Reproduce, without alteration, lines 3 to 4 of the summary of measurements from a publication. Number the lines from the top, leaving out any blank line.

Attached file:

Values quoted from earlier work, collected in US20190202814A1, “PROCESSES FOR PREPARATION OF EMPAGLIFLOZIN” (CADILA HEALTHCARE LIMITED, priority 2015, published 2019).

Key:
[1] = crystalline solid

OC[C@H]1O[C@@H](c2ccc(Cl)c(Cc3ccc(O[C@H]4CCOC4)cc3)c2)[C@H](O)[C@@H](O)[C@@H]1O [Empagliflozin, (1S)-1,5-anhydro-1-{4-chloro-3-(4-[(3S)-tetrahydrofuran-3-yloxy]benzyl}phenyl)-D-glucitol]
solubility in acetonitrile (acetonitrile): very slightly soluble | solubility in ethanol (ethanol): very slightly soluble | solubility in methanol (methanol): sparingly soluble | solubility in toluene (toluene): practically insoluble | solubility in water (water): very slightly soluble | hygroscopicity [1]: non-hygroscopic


[1] = crystalline solid

OC[C@H]1O[C@@H](c2ccc(Cl)c(Cc3ccc(O[C@H]4CCOC4)cc3)c2)[C@H](O)[C@@H](O)[C@@H]1O [Empagliflozin, (1S)-1,5-anhydro-1-{4-chloro-3-(4-[(3S)-tetrahydrofuran-3-yloxy]benzyl}phenyl)-D-glucitol]